Home / Opinion / Columns /  Farmer protests are a reflection of this sector’s structural crisis

For more than a week, farmers have been protesting at Delhi’s border, demanding the withdrawal of India’s recently-passed farm bills. Although led by farmers from Punjab and Haryana, the issues raised concern farmers across the country. The government’s seeming reluctance to engage them, even though protests have been going on for three months in several states, has aggravated the situation. Behind this stubborn approach is the flawed understanding that the current protests are localized and limited to the specific issue of a minimum support price (MSP) guarantee.

In reality, the issue is of a sustained decline in farm incomes caused by low prices. The issue is old and was at the heart of the government’s 2014 promise of implementing recommendations of the Swaminathan Committee to raise MSPs to 1.5 times the cost of cultivation. This was also a major issue during the first term of this government, resulting in such major protests as Maharashtra’s long march to Mumbai and an agitation in Madhya Pradesh that saw the killing of seven farmers in police firing. Farmers from Tamil Nadu also protested for 100 days in Delhi, as did farmers in other states.

While farmer incomes have been worsening since 2011-12, their condition has worsened in recent years, leading to a build-up of anger. Their income decline is partly a result of an overall fall in demand in India’s economy, which has pressured farm-gate prices. It is also a result of rising input prices and other costs of cultivation. The Centre’s farm reforms should be seen in the context of these long-term trends. While they are in many ways a continuation of past attempts to reform the agricultural marketing system and open agricultural trade to the private sector, they have come at a time when the farm sector is suffering the twin blows of a slowing economy and the covid pandemic. These have led to a fall in demand for agricultural commodities, not least because of restrictions that have hurt the hospitality industry and catering for weddings and social gatherings.

Most farmers would agree that the agricultural produce marketing committee (APMC) mandis are politicized and need reforms. Over the last two decades, several reforms have taken place at the state level, and none has led to this kind of protest. The reality is also that in states where the APMC system is functional, farmers have been able to get better prices. Farmers see APMC mandis as an institution that protects their interests, despite shortcomings. In their view, the MSP system ensures better prices for crops that are state-procured—mainly rice and wheat. Wholesale Price Index data for October shows that prices of all cereals declined sharply compared to last year, except paddy. Surprisingly, wheat prices, which saw massive procurement and record production, have seen wholesale prices decline for the past three months. But for all other crops, for which procurement is negligible even though an MSP is announced, the prices realized by farmers are much lower. Maize is a good example; the prices received by farmers in most states, including Punjab and Haryana, have been much lower than the MSP. It is worse in states such as Bihar, where an APMC does not exist. Although a guaranteed purchase at MSP is unrealistic, the fight of farmers is to retain the last vestiges of state support in an environment of falling prices and increasing losses.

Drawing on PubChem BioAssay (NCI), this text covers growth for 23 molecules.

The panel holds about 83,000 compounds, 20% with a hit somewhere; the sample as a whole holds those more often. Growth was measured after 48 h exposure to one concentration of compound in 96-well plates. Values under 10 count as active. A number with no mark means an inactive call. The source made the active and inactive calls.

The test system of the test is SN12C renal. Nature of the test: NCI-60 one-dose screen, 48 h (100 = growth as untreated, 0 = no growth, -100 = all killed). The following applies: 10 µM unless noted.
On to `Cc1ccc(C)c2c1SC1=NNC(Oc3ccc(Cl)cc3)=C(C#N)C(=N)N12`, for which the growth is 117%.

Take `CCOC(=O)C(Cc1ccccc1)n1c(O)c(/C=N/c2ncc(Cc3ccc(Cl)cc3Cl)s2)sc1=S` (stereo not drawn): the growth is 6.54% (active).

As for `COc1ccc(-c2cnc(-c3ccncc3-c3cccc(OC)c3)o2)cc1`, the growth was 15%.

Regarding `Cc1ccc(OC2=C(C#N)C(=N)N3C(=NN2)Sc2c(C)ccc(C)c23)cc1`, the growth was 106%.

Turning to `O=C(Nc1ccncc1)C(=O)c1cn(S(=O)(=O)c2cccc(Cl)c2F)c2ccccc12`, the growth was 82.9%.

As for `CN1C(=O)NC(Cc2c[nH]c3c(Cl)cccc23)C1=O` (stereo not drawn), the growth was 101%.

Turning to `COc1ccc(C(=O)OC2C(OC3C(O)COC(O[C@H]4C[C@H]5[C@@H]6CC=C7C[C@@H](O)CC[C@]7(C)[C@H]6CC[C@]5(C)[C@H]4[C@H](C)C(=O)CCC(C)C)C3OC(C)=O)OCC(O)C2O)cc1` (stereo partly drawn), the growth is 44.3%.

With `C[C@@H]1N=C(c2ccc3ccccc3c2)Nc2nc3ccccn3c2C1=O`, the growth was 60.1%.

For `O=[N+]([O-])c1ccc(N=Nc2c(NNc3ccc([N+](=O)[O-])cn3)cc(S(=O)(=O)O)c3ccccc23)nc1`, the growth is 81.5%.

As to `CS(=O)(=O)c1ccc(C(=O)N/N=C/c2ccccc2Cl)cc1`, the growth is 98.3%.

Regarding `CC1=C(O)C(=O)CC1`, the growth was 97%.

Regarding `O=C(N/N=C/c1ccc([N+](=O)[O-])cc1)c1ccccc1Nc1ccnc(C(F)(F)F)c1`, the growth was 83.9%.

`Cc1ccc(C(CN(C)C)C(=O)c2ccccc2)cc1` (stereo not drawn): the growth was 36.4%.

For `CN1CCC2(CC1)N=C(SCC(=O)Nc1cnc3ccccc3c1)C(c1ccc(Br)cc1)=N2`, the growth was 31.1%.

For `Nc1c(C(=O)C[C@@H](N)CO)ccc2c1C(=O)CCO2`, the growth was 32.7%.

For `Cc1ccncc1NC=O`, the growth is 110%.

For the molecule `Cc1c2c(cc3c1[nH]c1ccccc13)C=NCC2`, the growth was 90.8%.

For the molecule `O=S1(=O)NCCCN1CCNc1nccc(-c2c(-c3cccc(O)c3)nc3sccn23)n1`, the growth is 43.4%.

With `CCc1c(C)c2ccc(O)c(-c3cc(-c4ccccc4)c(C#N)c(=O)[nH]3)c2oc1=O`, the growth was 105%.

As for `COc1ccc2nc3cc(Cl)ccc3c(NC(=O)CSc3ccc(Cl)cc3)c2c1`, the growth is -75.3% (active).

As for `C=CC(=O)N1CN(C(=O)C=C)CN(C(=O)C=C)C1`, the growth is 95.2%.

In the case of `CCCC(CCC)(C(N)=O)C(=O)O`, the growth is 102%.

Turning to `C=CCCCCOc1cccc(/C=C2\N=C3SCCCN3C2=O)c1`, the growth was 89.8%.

Protesting farmers see the present APMC bypass act as an attempt by the government to withdraw even from this nominal commitment to protect farm incomes. The solution to an inefficient APMC and uneven MSP system is to widen procurement to cover more crops and more states, rather than weaken the existing mechanism.

But it is also a matter of trust. Not only has the government’s promise of implementing the Swaminathan Committee recommendations remained unfulfilled, there has been no attempt to provide price support to farmers for a majority of crops other than rice and wheat. Contrary to the government’s promise of doubling farmer incomes, the reality is that most farmers have seen a decline in crop income. The government’s apparent reluctance to engage with state governments and farmer unions has added fuel to the fire.

The demand for making MSPs a legal guarantee should be seen as a demand for ensuring remunerative prices for farm produce. This is also necessary to generate demand in the country’s economy, given that agriculture still provides livelihood to almost half of India’s working population.

Himanshu is associate professor at Jawaharlal Nehru University and visiting fellow at the Centre de Sciences Humaines, New Delhi

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